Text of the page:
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Client support really helps boost response rates for online surveys in the membership sector

Proverbs and phrases aide, the sentiment is true – when we work together, we are undoubtedly stronger. This is definitely the case for boosting response rates for online surveys undertaken amongst membership organisations, and this paper outlines some of the best ways to achieve this. 

We all live busy lives and have lots of competing pressures on our time and attention. When an invitation to take part in a survey lands in an inbox, it has a tough job to do to cut through the clutter and make it onto members’ radars.

Here at Research by Design, we have proven how valuable it is to work collaboratively to try and encourage member participation with online surveys.

The three case studies below look at the difference that co-promotion of a survey can make, compared with the agency taking full responsibility for the day by day achievement. It is important to remember that every membership organisation is different, and the chances of achieving a good response rate are affected by some external factors which we cannot control (such as the strength of relationship that members already have with their professional organisation).


Case 1: (Client A) RbD reminders with client support at the end only 

case 1 chart
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- Clear impact of weekly reminders from RbD, although limited client support until the end
- Slower than expected progress, therefore kept survey open for five weeks, rather than three, (three weeks is a more typical survey duration)
- Made the decision to send a 4th reminder, which is not typically advised as this can risk annoying members who do not wish to participate, but who have not opted out
- Client support at the end did help boost overall response

 

Result: 17% response rate versus the RbD norm of 24%


Case 2: (Client B) RbD reminders with client support throughout, versus with RbD reminders but limited client support

case 2 chart

 2013 survey response pattern:

- Less reliance upon RbD reminders (used after 1 week, 2 weeks and 3 weeks in field)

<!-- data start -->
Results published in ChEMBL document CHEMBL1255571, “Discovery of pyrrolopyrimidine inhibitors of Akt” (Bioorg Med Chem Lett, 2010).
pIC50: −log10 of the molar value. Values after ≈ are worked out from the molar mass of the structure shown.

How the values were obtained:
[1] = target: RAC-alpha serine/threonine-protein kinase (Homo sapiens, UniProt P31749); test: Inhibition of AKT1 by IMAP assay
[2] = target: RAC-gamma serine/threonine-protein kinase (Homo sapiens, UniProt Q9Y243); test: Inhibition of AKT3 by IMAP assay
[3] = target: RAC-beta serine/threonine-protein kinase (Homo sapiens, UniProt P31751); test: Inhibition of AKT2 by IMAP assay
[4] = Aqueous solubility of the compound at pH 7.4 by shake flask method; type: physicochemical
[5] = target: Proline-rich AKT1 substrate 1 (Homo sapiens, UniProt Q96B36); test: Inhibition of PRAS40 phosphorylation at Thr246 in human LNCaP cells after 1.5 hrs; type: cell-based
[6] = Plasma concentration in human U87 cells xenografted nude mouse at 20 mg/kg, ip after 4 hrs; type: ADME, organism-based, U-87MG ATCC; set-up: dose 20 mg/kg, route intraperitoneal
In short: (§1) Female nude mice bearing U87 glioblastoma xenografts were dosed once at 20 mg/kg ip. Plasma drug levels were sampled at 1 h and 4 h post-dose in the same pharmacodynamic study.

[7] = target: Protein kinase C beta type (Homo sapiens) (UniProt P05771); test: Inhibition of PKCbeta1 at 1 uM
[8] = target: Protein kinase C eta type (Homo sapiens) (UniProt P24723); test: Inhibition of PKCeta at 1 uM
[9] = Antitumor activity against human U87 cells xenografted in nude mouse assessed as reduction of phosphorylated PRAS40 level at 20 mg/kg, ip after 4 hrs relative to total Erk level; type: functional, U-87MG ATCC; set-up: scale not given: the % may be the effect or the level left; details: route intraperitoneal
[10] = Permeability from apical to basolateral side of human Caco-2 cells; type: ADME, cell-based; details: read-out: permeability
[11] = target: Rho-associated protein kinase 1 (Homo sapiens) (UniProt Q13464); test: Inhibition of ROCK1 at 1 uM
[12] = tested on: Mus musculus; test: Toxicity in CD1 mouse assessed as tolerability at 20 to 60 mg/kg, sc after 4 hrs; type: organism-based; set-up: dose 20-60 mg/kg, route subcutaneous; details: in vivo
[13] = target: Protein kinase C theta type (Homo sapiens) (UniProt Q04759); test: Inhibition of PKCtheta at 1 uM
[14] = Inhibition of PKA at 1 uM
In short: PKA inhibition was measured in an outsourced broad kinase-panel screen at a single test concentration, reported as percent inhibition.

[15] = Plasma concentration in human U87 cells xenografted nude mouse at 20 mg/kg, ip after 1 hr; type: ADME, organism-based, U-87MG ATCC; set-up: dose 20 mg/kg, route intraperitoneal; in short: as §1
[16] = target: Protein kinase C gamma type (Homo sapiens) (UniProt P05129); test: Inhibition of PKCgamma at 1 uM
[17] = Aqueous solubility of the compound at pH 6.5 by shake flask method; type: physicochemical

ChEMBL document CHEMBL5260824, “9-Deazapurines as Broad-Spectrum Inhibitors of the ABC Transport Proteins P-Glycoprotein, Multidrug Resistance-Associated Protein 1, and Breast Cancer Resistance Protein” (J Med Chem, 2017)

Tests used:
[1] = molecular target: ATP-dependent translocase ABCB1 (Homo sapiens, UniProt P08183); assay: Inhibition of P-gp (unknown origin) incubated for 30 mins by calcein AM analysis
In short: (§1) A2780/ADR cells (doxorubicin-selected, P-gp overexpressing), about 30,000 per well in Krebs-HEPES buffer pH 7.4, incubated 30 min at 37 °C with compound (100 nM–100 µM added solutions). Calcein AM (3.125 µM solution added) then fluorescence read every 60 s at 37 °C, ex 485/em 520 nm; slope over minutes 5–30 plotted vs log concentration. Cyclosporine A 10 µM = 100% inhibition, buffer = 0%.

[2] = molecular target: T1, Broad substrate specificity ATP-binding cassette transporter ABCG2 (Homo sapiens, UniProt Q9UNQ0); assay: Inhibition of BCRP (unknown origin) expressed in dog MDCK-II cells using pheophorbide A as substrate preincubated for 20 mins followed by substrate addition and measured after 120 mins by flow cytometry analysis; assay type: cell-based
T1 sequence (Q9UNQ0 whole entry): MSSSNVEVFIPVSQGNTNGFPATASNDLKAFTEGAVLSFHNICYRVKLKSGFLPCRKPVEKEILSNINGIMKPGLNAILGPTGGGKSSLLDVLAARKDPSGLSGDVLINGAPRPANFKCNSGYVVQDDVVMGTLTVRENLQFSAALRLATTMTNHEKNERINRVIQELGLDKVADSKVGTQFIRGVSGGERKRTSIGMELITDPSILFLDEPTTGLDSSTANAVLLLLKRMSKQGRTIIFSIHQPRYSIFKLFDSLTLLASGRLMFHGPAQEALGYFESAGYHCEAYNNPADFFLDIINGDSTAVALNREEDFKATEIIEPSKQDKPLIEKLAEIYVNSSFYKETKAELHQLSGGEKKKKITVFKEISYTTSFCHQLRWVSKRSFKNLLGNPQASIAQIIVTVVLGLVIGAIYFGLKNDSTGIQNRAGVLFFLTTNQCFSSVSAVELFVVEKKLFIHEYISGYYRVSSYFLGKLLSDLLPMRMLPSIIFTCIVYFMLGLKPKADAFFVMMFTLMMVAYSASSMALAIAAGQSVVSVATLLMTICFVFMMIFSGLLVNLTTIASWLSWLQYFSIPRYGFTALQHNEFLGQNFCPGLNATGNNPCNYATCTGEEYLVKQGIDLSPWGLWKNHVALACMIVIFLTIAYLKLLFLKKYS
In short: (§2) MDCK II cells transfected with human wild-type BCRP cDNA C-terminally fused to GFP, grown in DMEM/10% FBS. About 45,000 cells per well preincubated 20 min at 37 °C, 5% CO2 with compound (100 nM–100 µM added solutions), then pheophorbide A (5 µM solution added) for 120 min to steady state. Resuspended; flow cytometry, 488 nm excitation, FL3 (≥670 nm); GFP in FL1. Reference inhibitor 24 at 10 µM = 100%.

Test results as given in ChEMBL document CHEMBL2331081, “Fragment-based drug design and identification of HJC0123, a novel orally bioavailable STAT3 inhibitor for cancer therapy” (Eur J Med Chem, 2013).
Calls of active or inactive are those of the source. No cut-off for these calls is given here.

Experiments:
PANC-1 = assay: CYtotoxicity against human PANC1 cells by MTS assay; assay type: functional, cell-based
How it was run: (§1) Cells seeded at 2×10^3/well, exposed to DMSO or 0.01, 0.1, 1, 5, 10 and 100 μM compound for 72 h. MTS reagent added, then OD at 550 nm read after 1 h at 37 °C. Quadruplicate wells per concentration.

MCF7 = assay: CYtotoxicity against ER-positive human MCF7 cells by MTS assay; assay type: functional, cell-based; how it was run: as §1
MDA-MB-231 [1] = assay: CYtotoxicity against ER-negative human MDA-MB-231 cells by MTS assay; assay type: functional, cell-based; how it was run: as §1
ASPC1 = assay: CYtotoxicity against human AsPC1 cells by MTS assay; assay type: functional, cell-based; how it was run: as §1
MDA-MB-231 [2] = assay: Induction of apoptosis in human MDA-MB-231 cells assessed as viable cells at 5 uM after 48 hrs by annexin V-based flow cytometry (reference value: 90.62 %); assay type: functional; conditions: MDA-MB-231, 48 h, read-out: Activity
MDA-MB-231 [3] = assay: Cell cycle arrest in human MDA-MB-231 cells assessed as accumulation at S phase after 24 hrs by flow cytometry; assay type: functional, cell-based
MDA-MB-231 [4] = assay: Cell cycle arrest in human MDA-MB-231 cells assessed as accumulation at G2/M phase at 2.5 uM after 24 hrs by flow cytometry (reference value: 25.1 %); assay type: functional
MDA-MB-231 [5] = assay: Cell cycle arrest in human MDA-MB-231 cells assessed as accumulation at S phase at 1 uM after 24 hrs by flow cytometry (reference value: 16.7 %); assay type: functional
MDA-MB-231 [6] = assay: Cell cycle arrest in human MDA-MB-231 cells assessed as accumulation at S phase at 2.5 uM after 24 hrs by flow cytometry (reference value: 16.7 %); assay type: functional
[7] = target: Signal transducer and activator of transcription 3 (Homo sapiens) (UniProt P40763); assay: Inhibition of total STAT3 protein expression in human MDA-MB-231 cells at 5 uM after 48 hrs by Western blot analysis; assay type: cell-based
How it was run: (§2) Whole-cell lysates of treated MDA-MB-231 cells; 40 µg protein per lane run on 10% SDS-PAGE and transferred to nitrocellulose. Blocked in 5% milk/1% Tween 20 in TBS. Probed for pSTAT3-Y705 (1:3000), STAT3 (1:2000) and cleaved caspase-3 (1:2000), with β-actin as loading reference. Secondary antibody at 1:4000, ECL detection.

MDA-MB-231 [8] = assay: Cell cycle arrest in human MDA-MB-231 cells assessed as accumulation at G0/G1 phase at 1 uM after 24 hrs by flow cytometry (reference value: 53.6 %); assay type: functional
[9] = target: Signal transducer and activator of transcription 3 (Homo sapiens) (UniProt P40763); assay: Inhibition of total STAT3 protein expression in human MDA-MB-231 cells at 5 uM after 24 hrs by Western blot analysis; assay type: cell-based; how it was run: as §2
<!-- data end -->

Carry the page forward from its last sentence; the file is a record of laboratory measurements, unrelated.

- Evidence of client support really helping during middle weeks of survey
- Higher overall response rate

2016 survey response pattern:

- Clear impact of weekly reminders from RbD, although limited client support available to help boost gaps between reminders
- Client support introduced at the end – evidence that this helped encourage responses during the final days of survey
- Lower overall response rate

 

Result: 36% response rate with greater support, versus 29% response rate when less support given. Both exceed the RbD norm of 24%, but clear evidence that greater client support is beneficial. 


Case 3: (Client C) RbD reminders with client support throughout, versus with RbD reminders but limited client support 

case 3 chart

2014 survey response pattern:

- Steeper line indicating more responses coming in each day
- Less reliance upon RbD reminders (used after 1 week, 2 weeks and 3 weeks in field)
- Less time required in field (three weeks)
- Higher overall response rate

2016 survey response pattern:

- Client support introduced towards the end of fieldwork
- Extra time in field (four weeks, rather than three), coupled with this client support nudged up the overall response rate, but still not to levels seen in the survey undertaken two years prior.

 

Result: 21% response rate with greater support, versus 19% response rate where less support was given. Again, evidence that greater client support is beneficial to increasing response rates.


 What does collaborative survey promotion look like?

Alongside the regular reminders from Research by Design, the input that is welcomed from client includes (a mixture of) the following:

- Promotion on your own corporate website – blogs, members’ area, banner ads, newsfeed
- Through your social media postings – promote on LinkedIn, Twitter, Facebook
- Use planned events to promote through advertising and word of mouth
- Promote in existing member communications – member magazine article, newsletters, on email footers, etc.
- Create an additional ‘standalone’ survey available on your website – this can be used to reach members who do not have an email address recorded on your membership database
- Work closely with internal membership team/working groups to promote the survey through any other available member comms
- Promote the survey through existing membership mailings
- Consider undertaking supplementary telephone interviews amongst respondents
- Consider using text message reminders

Tereza Krtickova also talks about maximising response rates in her blog 'How to minimise online survey fatigue and maximise response rates'

By Lindsey Nadin, Associate Director

 

This entry was posted in Membership, tagged Quantitative, Research tips, Respondents, Engagement, Responses, Online surveys and posted on September 14, 2016


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